Self-driving car

automobile capable of traveling without human input
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A driverless car (also called autonomous car or self-driving car, i.e. self-operating) is a vehicle that can perform certain tasks on its own, without the help of a human driver. The car uses sensors to analyze its environment, and doesn't need a human's help for certain tasks.[1] These tasks commoly include parking the car, driving while keeping the same lane on a highway or driving at a predefined speed. In public places, certain buses have been programmed to travel a given route. As of 2021, self-driving cars have been used in controlled envirnoments more and more. An example of this might be buses that transfer passengers between airport terminals.

A self-driving bus, travelling a pre-defined route, in Germany
Waymo Chrysler Pacifica Hybrid undergoing testing in the San Francisco Bay Area
Automated racing car on display at the 2017 New York City ePrix


Typical sensors used by a self-driving vehicle include lidar, digital cameras, GPS and IMU.[2][3]

High-definition maps can be used to accurately locate a self-driving car in a place, and to give information about parts of a road not seen by the car.[4]

Ethical issuesEdit

Even though it is technically possible to build cars that do certain things on their own, the question whether it should be done is different. Ethical questions include:

  • Is a machine able to judge a situation correctly? – Can it make a difference between a stroller with a child, and a stroller with a doll?
  • Is it acceptable to judge a situation by the expected death toll? (This has been formalized as the trolley problem.)
  • If it is acceptable to judge such a situation by the expected death toll, what are meaningful criteria? – should the age of those killed be taken into account?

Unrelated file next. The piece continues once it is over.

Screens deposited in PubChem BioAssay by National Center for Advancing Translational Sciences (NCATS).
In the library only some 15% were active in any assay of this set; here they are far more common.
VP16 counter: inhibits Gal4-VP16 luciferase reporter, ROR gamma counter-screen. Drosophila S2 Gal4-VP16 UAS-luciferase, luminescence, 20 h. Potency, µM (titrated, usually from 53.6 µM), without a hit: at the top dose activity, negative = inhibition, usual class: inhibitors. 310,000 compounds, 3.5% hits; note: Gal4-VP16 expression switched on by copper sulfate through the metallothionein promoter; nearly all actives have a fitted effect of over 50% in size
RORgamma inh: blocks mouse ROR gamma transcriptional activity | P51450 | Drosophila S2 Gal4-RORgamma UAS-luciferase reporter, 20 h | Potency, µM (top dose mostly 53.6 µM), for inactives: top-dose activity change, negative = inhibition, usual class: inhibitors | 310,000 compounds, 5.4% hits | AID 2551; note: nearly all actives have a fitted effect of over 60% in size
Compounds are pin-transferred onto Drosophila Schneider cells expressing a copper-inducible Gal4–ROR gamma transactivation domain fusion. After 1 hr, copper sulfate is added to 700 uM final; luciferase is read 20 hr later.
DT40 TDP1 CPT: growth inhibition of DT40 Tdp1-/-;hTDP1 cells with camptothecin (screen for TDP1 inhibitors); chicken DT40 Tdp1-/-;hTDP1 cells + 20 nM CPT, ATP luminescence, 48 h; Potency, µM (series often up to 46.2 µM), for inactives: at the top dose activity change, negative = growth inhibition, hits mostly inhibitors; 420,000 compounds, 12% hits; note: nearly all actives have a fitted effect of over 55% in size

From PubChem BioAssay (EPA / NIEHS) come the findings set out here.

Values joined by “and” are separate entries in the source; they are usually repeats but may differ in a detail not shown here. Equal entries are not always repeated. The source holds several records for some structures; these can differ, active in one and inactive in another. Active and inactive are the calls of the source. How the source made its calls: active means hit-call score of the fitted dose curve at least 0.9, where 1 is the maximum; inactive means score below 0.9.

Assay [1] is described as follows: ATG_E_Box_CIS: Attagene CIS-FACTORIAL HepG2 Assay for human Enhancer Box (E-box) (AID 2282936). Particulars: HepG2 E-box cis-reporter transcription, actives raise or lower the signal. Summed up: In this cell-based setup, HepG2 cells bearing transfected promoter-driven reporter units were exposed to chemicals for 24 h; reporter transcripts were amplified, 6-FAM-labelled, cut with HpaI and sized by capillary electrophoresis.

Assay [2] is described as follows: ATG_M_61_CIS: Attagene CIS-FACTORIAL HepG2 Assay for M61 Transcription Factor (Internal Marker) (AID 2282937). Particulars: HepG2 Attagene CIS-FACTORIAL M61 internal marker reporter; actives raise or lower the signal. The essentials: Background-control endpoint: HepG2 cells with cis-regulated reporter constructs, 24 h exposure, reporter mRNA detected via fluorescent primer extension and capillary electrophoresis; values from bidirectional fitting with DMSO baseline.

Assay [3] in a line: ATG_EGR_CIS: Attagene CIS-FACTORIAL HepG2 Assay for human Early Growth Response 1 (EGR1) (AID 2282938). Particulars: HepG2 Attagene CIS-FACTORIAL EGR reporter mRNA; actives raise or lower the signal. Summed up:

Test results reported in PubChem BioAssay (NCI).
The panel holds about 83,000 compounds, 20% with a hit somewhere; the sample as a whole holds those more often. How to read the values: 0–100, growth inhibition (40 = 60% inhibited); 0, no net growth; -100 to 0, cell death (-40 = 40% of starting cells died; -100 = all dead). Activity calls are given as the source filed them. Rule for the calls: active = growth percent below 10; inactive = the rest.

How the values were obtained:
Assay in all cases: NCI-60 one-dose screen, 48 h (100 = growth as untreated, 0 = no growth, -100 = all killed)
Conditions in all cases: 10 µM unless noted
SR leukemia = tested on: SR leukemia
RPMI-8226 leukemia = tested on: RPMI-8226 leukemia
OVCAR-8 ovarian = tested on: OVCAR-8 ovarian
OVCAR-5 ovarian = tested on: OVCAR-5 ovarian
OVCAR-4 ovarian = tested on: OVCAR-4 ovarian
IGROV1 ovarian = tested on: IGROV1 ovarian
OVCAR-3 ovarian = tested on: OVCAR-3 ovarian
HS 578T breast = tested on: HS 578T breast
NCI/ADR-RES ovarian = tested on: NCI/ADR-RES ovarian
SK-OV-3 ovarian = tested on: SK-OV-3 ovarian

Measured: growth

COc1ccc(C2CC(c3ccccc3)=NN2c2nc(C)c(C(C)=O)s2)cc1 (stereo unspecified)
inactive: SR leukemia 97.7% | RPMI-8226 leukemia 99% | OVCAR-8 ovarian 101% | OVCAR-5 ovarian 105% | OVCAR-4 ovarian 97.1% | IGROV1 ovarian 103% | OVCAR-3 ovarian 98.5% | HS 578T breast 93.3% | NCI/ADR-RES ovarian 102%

Legal issuesEdit

Even though these vehicles can already do a lot on their own, the laws of most countries still require that a driver is present. In many cases, self-driving buses also need a special permit from the government.

If a motor vehicle produces an accident, there always is the question of who is responsible, to determine what damages need to be paid. This also applies to self-driving cars: A self-driving car is like a robot: Software is used for the driving. This software relies on a number of sensors to take decisions. Determining what went wrong in the case of an accident can be very difficult. This includes the question of who is legally responsible.


  1. Gehrig, Stefan K.; Stein, Fridtjof J. (1999). Dead reckoning and cartography using stereo vision for an automated car. IEEE/RSJ International Conference on Intelligent Robots and Systems. Vol. 3. Kyongju. pp. 1507–1512. doi:10.1109/IROS.1999.811692. ISBN 0-7803-5184-3.
  2. Huval, Brody; Wang, Tao; Tandon, Sameep; Kiske, Jeff; Song, Will; Pazhayampallil, Joel (2015). "An Empirical Evaluation of Deep Learning on Highway Driving". arXiv:1504.01716 [cs.RO].
  3. Corke, Peter; Lobo, Jorge; Dias, Jorge (1 June 2007). "An Introduction to Inertial and Visual Sensing". The International Journal of Robotics Research. 26 (6): 519–535. CiteSeerX doi:10.1177/0278364907079279. S2CID 206499861.
  4. Liu, Rong; Wang, Jinling; Zhang, Bingqi (27 August 2019). "High Definition Map for Automated Driving: Overview and Analysis". Journal of Navigation. 73 (2): 324–341. doi:10.1017/S0373463319000638. ISSN 0373-4633. S2CID 202906063.